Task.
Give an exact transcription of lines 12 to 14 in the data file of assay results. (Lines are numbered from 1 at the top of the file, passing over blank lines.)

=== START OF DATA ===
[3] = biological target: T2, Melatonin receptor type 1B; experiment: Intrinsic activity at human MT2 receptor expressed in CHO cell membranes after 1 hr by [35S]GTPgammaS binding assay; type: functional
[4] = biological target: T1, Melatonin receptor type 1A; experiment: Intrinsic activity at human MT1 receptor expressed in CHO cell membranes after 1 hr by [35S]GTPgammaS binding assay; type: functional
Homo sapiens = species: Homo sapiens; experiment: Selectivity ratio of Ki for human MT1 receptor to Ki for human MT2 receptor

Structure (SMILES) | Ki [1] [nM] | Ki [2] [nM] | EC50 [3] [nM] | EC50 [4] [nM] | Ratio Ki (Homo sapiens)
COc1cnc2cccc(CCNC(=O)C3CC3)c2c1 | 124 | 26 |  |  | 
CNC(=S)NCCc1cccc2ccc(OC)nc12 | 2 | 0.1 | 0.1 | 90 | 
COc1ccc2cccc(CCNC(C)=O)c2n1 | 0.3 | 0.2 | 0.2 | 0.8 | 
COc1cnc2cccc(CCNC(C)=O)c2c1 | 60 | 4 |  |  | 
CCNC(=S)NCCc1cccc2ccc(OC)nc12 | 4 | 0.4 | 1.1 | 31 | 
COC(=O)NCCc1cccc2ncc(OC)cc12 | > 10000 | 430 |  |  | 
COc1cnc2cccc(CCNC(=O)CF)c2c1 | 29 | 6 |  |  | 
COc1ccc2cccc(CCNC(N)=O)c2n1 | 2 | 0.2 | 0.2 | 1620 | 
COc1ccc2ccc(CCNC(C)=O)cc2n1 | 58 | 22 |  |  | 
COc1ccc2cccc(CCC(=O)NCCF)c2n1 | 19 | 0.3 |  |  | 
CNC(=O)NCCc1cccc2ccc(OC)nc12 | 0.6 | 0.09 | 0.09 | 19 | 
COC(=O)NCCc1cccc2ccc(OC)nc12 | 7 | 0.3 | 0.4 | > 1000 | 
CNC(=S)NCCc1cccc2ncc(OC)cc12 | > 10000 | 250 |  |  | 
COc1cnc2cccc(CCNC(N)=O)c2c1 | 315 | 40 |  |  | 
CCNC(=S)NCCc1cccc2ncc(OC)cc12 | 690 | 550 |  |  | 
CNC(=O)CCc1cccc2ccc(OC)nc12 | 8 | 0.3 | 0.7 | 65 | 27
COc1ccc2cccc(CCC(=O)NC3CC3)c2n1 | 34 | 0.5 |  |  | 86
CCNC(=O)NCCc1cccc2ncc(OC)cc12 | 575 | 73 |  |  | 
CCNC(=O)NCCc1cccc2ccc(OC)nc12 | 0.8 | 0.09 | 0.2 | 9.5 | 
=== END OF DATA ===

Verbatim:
COc1ccc2cccc(CCNC(N)=O)c2n1 | 2 | 0.2 | 0.2 | 1620 | 
COc1ccc2ccc(CCNC(C)=O)cc2n1 | 58 | 22 |  |  | 
COc1ccc2cccc(CCC(=O)NCCF)c2n1 | 19 | 0.3 |  |  | 